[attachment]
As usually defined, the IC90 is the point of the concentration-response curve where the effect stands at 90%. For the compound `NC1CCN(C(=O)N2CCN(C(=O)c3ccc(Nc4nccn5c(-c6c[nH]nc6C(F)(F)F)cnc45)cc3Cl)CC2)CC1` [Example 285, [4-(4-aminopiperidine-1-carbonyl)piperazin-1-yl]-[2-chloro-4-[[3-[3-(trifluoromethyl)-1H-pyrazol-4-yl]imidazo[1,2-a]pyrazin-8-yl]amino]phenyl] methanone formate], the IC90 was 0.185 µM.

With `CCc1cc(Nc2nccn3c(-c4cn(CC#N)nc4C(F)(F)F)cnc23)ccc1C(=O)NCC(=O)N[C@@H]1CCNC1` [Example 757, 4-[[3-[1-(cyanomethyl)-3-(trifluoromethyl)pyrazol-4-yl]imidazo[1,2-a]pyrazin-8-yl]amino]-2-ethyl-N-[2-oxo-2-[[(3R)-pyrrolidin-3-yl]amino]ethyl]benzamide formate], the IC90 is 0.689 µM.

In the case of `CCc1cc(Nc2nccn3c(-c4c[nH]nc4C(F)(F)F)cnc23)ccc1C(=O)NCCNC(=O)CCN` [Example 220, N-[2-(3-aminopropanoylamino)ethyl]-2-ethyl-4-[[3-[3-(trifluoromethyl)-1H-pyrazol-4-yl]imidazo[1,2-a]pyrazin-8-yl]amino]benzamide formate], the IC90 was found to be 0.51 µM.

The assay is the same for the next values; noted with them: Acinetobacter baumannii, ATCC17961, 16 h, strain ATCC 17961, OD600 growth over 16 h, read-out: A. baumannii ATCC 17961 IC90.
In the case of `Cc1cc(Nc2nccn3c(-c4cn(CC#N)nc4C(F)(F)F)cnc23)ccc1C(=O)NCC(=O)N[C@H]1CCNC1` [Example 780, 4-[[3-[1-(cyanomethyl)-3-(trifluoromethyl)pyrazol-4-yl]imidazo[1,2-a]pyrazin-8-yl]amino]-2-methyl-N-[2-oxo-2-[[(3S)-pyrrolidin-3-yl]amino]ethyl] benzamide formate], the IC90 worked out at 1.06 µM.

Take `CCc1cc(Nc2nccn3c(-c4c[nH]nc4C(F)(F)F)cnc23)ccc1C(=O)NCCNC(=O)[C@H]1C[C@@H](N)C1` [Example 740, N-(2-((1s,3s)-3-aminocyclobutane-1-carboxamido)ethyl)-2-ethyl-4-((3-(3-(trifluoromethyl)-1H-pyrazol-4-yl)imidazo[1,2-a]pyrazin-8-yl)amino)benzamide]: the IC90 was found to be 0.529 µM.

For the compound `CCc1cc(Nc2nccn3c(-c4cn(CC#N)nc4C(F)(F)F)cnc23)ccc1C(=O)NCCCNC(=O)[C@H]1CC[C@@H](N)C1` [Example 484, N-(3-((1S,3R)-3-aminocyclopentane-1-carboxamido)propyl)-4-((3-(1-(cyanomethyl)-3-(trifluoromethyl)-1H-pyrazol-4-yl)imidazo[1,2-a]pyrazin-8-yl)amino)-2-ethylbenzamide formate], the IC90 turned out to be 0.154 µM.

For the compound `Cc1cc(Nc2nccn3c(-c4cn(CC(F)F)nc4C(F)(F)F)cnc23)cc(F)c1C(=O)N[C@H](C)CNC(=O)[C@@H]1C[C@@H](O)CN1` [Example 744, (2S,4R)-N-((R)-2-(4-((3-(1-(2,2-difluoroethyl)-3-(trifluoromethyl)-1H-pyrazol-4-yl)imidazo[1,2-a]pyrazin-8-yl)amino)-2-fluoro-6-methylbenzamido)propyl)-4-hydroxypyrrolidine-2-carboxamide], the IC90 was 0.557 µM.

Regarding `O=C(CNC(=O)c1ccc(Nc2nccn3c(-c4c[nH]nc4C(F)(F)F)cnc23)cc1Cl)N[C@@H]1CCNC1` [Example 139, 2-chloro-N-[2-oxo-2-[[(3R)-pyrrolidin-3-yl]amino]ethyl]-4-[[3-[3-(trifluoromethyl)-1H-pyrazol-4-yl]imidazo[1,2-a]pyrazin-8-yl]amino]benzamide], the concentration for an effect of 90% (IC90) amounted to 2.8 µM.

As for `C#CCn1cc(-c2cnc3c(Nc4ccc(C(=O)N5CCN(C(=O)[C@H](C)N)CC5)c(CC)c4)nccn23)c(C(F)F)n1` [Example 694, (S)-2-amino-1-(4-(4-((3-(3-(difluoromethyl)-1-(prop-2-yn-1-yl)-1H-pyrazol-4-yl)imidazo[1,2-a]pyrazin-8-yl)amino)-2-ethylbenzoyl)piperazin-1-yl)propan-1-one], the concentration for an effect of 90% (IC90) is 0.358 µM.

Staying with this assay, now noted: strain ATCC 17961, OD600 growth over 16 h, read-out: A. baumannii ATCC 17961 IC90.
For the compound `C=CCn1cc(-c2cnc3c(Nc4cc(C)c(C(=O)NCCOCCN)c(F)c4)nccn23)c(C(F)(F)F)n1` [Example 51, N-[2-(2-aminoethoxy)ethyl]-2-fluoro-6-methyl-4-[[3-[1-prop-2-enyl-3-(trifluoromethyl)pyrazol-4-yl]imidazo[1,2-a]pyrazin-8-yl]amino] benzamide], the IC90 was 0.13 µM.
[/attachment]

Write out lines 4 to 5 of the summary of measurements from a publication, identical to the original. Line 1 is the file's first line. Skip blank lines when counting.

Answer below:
The assay is the same for the next values; noted with them: Acinetobacter baumannii, ATCC17961, 16 h, strain ATCC 17961, OD600 growth over 16 h, read-out: A. baumannii ATCC 17961 IC90.
In the case of `Cc1cc(Nc2nccn3c(-c4cn(CC#N)nc4C(F)(F)F)cnc23)ccc1C(=O)NCC(=O)N[C@H]1CCNC1` [Example 780, 4-[[3-[1-(cyanomethyl)-3-(trifluoromethyl)pyrazol-4-yl]imidazo[1,2-a]pyrazin-8-yl]amino]-2-methyl-N-[2-oxo-2-[[(3S)-pyrrolidin-3-yl]amino]ethyl] benzamide formate], the IC90 worked out at 1.06 µM.